In the Biblical sense, which was the original one in English, the Latin word translates Greek phyle "race or tribe of men, body of men united by ties of blood and descent, a clan" (see phylo-). Extension to modern ethnic groups or races of people is from 1590s, specifically "a division of a barbarous race of people, usually distinguishable in some way from their congeners, united into a community under a recognized head or chief" [Century Dictionary], but colloquially of any aggregate of individuals of a kind.
tribute (countable and uncountable, plural tributes)
  1. An acknowledgment of gratitude, respect or admiration; an accompanying gift.
Please accept this as a tribute of our thanks.
  1. An homage made in a body of work to another work or creator.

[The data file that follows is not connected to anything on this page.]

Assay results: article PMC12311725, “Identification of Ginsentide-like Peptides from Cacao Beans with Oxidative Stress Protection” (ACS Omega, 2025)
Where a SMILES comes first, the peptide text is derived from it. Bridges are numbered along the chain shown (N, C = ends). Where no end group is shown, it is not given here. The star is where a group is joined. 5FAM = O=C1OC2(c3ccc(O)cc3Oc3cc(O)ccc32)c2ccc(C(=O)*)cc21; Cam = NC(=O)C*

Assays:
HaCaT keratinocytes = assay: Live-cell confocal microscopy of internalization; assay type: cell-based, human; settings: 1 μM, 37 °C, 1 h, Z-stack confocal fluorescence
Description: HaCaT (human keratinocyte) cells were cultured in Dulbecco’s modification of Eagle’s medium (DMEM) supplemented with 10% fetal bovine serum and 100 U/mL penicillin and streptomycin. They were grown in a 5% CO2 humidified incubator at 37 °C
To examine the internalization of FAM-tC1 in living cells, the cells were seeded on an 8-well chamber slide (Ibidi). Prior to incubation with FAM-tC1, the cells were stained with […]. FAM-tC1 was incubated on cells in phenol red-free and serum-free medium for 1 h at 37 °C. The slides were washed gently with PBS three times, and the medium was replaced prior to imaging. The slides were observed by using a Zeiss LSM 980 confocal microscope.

Did you catch the Up in Smoke tribute in that episode of That '70s Show?
A payment made by one nation to another in submission.
The Ancient Romans made their conquered countries pay tribute.
Extortion; protection money.
A payment made by a feudal vassal to his lord.
(mining) A certain proportion of the mined ore, or of its value, given to the miner as payment.
tributer (plural tributers)
  1. (mining, Britain) A miner who is paid in a certain portion of the ore, or its value.
    Tributers generally work in gangs, and have a limited portion of a lode set them, called a tribute pitch, beyond which they are not permitted to work, and for which they receive a certain portion of the ore, or so much per pound, as agreed upon, of the value of what they raise.
    ________
    https://freepd.com/epic.php (Written by Rafael Krux)